Norwegian Air shares hit as travel slump puts liquidity on radar

Norwegian Air’s shares lost a quarter of their value on Friday on concerns about its ability to weather a dramatic drop in global travel as the coronavirus spreads.

Pareto Securities cut its rating on the airline’s stock, saying it was concerned about weak cash reserves and the risk that it may have to issue new shares to shore up its finances.

ABG Sundal Collier also cut its rating on the stock, from hold to sell, saying the firm was low on cash and in danger of breaching its loan covenants in the second quarter of 2020.

Norwegian Air said on Friday it had sold over two-thirds of its available seats for March and that the situation was “challenging” and “changing constantly”.

Analysts have warned that Norwegian, which has expanded the low-cost carrier model to long-haul flights, could be particularly vulnerable due to its high debts.

ABG Sundal Collier forecasts Norwegian will have a cash balance at the end of the first quarter of 1.2 billion crowns and at the end of the second quarter of 0.9 billion crowns.

“Too low, in our view. This means we expect Norwegian to raise new equity,” it said.

The airline has already raised 5.4 billion Norwegian crowns via three share issues in two years, as well as a convertible bond, to help shore up its finances.

The airline’s shares hit a 15-year low on Friday, down 95% from their 2015 peak, and the company’s market capitalisation is now 1.95 billion Norwegian crowns ($211 million).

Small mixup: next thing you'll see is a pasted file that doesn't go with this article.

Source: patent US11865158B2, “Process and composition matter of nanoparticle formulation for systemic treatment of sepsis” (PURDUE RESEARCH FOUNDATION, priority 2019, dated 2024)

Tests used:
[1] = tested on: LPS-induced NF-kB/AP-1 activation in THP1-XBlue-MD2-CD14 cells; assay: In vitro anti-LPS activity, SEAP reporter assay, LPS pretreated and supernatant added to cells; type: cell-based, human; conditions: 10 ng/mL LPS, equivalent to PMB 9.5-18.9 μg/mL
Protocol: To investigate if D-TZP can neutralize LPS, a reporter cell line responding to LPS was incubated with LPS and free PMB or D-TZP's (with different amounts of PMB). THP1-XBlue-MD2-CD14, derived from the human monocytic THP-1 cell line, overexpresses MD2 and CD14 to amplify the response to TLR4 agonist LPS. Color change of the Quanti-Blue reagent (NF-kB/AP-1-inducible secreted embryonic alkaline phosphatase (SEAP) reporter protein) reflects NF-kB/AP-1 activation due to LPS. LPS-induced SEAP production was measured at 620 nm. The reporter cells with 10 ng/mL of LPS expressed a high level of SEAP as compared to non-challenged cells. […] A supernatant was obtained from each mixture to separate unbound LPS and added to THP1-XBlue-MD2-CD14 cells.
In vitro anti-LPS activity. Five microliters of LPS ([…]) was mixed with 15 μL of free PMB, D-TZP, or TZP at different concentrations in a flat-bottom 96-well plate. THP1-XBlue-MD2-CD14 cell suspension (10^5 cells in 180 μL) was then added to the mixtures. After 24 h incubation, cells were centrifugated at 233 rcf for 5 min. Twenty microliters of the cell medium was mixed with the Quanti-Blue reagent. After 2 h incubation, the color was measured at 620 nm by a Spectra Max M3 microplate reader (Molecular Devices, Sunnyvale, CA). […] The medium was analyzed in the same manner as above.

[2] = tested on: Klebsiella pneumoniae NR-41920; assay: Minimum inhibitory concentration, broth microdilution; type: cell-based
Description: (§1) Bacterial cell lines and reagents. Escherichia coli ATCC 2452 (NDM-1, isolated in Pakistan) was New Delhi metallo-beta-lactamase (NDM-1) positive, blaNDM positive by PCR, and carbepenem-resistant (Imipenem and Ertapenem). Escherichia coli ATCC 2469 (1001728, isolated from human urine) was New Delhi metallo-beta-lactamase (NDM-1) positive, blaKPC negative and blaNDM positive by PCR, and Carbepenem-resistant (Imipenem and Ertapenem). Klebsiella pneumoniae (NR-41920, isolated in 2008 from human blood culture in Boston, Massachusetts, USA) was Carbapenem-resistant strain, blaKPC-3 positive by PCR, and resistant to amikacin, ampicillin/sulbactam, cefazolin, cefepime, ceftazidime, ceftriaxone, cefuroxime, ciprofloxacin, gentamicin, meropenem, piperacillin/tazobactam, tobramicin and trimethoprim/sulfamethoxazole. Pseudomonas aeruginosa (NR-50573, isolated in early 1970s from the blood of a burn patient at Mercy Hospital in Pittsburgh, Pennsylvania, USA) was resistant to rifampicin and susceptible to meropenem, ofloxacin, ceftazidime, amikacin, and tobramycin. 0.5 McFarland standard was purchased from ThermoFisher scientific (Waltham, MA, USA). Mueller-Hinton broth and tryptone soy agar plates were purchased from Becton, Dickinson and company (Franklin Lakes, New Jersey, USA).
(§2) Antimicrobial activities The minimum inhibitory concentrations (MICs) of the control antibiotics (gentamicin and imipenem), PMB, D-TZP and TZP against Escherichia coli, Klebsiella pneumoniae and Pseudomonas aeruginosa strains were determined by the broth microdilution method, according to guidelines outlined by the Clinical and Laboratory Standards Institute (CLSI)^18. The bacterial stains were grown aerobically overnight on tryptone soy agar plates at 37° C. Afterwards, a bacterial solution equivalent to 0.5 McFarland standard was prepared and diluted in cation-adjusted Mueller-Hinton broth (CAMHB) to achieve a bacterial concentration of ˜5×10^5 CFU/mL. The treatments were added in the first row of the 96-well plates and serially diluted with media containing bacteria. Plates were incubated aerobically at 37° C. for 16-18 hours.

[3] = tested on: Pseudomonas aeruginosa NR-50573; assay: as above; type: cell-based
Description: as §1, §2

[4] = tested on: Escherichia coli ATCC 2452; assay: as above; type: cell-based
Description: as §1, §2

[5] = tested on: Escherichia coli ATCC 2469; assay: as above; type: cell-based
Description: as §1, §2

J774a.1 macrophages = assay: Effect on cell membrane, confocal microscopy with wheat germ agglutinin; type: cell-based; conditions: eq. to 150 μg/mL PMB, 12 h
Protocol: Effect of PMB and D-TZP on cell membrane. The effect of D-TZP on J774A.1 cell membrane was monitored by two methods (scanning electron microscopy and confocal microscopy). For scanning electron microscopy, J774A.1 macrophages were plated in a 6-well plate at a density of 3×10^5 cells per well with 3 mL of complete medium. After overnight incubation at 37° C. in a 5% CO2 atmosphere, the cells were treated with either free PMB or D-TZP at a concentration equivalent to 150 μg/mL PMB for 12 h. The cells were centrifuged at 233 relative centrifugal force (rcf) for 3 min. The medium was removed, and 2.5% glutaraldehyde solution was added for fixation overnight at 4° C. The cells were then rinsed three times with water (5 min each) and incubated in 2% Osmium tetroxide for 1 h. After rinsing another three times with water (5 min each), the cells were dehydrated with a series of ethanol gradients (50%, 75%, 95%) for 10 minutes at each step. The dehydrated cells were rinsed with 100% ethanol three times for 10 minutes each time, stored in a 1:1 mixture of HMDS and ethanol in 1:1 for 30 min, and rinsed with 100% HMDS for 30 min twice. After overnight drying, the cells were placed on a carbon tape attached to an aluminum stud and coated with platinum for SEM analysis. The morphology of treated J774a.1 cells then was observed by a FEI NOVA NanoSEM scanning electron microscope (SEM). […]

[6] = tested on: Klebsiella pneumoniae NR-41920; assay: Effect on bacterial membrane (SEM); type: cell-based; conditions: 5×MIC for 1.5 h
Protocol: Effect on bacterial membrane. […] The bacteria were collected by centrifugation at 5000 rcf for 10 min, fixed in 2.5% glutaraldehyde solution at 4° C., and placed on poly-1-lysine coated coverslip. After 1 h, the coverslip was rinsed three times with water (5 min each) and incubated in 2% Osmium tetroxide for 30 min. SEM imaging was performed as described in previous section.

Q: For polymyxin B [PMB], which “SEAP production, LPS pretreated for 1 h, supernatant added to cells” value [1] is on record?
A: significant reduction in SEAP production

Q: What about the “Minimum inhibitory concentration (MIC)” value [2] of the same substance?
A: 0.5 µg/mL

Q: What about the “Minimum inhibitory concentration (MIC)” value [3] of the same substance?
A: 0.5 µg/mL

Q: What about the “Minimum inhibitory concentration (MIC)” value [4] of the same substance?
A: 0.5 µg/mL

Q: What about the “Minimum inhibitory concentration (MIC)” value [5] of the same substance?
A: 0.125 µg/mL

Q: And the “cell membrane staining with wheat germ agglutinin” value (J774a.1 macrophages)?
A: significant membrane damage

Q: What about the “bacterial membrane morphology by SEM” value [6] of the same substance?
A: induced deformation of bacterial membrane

Debts and liabilities amounted to 81.2 billion Norwegian crowns ($8.79 billion) at the end of 2019, while cash and cash equivalents stood at 3.1 billion crowns.

In 2018, Norwegian rebuffed takeover offers from British Airways’ parent company IAG, which has since said it was no longer interested in buying the ailing carrier.

Norwegian’s convertible bonds have so-called covenants linked to the finances of a key subsidiary, Arctic Aviation Assets (AAA), which must keep its book equity and debt levels within certain minimum levels.

ABG expects a book equity at the end of the first quarter of 1.56 billion crowns, just above the bond covenant of 1.5 billion crowns, unless the airline can make a profit from the planned sale of an aircraft.

At the end of the second quarter, “we see Norwegian Air breaching covenants on our numbers,” ABG said.

Norwegian scrapped its 2020 earnings outlook and cut some transatlantic flights on Thursday, blaming the coronavirus outbreak.

At 1454 GMT, Norwegian Air’s shares were down 23.7% at 12.06 Norwegian crowns ($1.30).

The stock has fallen almost 70% since the start of February, making it the hardest hit among European airlines, as the virus spread to Europe and the United States, forcing airlines to cut flights and costs and warn of a hit to earnings.

“There is clearly a risk for all the airlines, but we see Norwegian with a slim cash buffer perhaps at a (bigger) risk,” Pareto Securities analyst Kenneth Sivertsen told Reuters, pointing out that it may require new equity.

He cut the stock to “hold” from “buy” and slashed its price target to 15 crowns from 50.